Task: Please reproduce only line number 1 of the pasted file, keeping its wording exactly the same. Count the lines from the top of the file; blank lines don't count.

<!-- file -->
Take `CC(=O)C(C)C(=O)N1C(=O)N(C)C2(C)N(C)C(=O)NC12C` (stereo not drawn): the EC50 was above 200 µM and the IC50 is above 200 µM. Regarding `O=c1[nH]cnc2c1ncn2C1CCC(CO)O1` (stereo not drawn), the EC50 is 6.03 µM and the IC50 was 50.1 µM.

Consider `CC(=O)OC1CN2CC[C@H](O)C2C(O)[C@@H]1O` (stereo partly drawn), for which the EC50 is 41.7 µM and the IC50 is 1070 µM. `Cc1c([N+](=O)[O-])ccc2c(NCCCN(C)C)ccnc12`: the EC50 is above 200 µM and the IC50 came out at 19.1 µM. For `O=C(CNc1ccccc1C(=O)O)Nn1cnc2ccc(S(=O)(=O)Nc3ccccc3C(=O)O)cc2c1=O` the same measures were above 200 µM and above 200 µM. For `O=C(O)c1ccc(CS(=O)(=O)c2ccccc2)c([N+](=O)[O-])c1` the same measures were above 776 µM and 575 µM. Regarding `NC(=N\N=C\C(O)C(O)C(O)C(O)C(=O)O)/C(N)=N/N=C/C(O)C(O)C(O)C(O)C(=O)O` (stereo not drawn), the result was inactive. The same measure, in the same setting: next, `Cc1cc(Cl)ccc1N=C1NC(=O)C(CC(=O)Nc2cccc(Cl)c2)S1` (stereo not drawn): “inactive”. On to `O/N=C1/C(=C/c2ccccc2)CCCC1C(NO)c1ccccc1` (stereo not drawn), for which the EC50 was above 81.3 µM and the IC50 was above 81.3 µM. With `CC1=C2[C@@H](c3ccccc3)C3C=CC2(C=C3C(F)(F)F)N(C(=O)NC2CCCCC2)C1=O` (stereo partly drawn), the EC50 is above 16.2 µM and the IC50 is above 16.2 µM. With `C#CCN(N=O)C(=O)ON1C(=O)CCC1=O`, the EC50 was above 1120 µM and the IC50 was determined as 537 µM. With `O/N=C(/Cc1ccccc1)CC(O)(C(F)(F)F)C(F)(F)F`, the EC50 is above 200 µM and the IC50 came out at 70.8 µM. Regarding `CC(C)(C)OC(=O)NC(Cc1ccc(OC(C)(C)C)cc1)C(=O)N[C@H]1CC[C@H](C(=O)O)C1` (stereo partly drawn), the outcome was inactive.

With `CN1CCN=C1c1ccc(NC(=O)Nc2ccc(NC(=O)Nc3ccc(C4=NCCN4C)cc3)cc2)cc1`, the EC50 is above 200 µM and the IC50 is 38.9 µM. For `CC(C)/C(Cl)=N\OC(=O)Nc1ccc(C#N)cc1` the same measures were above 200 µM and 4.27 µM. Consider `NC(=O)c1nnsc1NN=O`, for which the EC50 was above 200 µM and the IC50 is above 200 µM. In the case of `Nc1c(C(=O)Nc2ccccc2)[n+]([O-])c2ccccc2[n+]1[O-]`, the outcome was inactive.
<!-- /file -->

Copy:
Take `CC(=O)C(C)C(=O)N1C(=O)N(C)C2(C)N(C)C(=O)NC12C` (stereo not drawn): the EC50 was above 200 µM and the IC50 is above 200 µM. Regarding `O=c1[nH]cnc2c1ncn2C1CCC(CO)O1` (stereo not drawn), the EC50 is 6.03 µM and the IC50 was 50.1 µM.